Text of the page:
Computed tomography of blunt and penetrating diaphragmatic injury: Sensitivity and inter-observer agreement of CT Signs

Mark M. Hammer, Eric Flagg, Vincent M. Mellnick, Kristopher W. Cummings, Sanjeev Bhalla, Constantine A. Raptis

Research output: Contribution to journalArticlepeer-review

25 Scopus citations


Diaphragmatic injury is an uncommon but clinically important entity in the setting of trauma. Computed tomography (CT) is widely used to evaluate hemodynamically stable trauma patients. While prior studies have identified CT signs of diaphragm injury in blunt or penetrating trauma, no study has directly compared signs across these two types of injuries. We identified patients with surgically proven diaphragm injuries who underwent CT at presentation. Three reviewers examined each for 12 signs of diaphragm injury, as well as for an overall impression of diaphragm injury. We reviewed a total of 84 patients (37% blunt trauma, 63% penetrating). The initial interpreting radiologists discovered 77% of blunt and 47% of penetrating injuries (p = 0.01). We found that the majority of signs of diaphragmatic injury were split between those common in blunt trauma and those common in penetrating trauma, with minimal overlap. The presence of at least one blunt injury sign has 90% sensitivity for diaphragm injury in blunt trauma; the presence of a wound tract traversing the diaphragm has 92% sensitivity in penetrating trauma. Inter-observer reliability of these signs is also high (κ > 0.65). Penetrating diaphragm injuries present a different spectrum of imaging findings from those in blunt trauma and are underdiagnosed at CT; looking for a wound tract traversing the diaphragm is highly sensitive for diaphragm injury in these cases. Signs of organ or diaphragm fragment displacement are sensitive for blunt diaphragm injuries, consistent with these injuries being caused by increased intra-abdominal pressure.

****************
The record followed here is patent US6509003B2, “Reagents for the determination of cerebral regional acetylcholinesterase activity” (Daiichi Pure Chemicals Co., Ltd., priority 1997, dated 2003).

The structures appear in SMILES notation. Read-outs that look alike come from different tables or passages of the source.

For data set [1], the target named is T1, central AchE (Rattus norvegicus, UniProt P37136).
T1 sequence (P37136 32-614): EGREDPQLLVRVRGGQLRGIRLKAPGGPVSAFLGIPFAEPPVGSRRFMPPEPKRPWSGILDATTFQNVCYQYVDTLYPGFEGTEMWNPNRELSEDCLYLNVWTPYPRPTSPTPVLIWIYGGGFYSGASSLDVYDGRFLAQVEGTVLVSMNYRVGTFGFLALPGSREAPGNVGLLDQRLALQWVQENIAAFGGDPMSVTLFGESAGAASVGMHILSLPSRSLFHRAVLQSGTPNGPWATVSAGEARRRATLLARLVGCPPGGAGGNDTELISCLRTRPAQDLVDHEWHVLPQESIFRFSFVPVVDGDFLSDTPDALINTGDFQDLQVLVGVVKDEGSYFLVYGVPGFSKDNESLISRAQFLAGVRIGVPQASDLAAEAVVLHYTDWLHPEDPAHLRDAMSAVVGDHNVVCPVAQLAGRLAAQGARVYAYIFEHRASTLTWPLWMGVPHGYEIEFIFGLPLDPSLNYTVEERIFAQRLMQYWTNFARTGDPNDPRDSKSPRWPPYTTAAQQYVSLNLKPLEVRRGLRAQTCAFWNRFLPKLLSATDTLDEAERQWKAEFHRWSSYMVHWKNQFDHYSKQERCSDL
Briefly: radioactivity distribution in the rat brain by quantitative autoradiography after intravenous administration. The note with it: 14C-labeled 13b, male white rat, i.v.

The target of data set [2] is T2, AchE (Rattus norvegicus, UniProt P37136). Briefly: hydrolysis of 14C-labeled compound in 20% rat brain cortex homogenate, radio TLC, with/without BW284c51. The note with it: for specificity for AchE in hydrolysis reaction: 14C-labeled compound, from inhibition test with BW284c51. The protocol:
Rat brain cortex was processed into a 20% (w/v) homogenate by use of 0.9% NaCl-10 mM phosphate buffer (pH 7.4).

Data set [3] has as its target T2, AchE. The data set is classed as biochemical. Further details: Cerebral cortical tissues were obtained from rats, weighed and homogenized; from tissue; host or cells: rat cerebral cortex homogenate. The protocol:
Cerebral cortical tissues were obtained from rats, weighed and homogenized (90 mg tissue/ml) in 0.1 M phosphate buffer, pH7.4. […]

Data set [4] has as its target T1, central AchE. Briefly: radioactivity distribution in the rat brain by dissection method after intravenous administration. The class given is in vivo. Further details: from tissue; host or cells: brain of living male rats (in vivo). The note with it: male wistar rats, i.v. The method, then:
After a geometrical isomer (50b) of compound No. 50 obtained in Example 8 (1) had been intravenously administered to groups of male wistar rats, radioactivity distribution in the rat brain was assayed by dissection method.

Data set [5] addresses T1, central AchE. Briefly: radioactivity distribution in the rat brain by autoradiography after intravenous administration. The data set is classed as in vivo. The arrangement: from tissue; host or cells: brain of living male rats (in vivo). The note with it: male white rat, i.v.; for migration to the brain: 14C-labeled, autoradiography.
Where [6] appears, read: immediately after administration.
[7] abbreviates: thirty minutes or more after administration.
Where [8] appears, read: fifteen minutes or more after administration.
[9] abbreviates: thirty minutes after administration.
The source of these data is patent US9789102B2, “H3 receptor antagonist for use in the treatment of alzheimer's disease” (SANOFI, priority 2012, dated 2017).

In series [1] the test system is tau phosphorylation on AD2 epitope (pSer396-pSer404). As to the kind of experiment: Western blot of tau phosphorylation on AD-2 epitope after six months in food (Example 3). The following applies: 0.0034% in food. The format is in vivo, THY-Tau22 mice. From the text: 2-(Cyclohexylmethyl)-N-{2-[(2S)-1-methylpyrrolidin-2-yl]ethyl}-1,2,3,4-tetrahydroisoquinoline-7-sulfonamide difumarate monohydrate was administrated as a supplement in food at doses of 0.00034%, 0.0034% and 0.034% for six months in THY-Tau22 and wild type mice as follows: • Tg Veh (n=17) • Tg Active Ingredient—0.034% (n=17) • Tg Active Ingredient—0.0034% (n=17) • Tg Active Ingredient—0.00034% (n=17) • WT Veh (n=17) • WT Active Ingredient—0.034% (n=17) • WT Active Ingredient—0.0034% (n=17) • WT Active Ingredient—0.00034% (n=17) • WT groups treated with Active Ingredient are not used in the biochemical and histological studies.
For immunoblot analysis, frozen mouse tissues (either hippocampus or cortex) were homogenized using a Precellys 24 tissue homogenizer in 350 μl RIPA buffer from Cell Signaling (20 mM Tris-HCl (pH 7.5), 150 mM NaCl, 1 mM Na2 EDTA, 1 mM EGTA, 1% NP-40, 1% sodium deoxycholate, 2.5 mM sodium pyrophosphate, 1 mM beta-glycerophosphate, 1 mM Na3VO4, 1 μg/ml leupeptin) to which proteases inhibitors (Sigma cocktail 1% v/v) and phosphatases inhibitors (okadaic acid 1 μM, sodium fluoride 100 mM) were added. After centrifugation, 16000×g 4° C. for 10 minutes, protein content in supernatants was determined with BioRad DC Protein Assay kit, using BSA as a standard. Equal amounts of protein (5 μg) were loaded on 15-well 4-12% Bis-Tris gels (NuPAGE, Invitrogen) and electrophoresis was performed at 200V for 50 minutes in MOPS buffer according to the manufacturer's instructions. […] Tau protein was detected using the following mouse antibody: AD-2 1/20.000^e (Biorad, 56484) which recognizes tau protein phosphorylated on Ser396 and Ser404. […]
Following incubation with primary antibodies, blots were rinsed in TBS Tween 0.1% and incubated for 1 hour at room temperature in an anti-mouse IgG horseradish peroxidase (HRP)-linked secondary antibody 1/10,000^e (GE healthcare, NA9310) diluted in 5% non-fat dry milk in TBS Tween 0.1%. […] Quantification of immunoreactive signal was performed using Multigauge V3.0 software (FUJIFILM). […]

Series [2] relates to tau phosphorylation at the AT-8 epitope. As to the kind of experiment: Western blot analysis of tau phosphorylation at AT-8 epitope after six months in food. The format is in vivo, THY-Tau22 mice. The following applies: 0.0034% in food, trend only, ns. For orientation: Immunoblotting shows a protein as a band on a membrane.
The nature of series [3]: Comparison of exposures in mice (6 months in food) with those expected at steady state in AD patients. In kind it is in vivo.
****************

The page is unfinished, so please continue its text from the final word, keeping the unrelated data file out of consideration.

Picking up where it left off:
Original languageEnglish
Pages (from-to)143-149
Number of pages7
JournalEmergency Radiology
Issue number2
StatePublished - Apr 2014


  • Blunt trauma
  • Diaphragm injury
  • Emergency radiology
  • Penetrating trauma
  • Trauma

Fingerprint Dive into the research topics of 'Computed tomography of blunt and penetrating diaphragmatic injury: Sensitivity and inter-observer agreement of CT Signs'. Together they form a unique fingerprint.

Cite this